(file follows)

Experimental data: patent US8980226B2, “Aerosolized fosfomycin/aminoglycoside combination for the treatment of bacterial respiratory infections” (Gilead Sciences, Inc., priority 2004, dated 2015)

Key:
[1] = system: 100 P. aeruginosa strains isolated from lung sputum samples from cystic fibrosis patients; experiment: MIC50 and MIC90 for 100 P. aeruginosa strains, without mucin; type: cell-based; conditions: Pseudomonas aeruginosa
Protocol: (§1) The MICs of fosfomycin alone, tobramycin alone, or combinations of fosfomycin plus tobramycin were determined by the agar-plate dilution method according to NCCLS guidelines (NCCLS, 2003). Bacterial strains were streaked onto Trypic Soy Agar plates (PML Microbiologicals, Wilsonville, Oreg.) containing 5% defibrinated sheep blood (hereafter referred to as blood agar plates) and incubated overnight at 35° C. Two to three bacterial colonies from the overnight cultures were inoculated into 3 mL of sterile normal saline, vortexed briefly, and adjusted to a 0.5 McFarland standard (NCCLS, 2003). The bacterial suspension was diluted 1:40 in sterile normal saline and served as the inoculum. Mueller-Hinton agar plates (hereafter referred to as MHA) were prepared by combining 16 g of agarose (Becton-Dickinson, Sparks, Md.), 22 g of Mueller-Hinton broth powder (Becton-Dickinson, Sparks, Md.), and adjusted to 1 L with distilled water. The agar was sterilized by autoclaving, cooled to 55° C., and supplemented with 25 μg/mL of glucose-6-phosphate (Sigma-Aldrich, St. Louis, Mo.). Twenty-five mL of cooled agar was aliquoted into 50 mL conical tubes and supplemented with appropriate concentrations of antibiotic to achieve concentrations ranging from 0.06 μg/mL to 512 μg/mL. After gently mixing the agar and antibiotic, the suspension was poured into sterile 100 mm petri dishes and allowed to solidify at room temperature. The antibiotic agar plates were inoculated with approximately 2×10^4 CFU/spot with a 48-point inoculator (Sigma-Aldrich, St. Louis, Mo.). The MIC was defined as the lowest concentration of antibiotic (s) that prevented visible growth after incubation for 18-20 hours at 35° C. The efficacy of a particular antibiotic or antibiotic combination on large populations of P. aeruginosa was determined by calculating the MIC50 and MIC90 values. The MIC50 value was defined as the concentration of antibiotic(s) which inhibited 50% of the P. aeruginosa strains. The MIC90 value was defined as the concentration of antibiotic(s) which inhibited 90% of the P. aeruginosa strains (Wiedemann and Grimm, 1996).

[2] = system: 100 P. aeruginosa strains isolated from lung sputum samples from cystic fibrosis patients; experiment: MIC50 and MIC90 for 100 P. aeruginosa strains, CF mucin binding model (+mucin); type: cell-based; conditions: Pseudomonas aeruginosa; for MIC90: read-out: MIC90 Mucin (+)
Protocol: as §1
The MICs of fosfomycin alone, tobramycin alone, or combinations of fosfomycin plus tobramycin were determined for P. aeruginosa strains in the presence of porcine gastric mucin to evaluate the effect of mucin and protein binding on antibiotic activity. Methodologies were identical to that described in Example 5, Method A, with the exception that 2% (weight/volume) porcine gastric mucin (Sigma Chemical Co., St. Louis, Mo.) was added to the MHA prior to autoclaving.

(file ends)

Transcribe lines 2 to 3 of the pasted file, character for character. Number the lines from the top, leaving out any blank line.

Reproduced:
Key:
[1] = system: 100 P. aeruginosa strains isolated from lung sputum samples from cystic fibrosis patients; experiment: MIC50 and MIC90 for 100 P. aeruginosa strains, without mucin; type: cell-based; conditions: Pseudomonas aeruginosa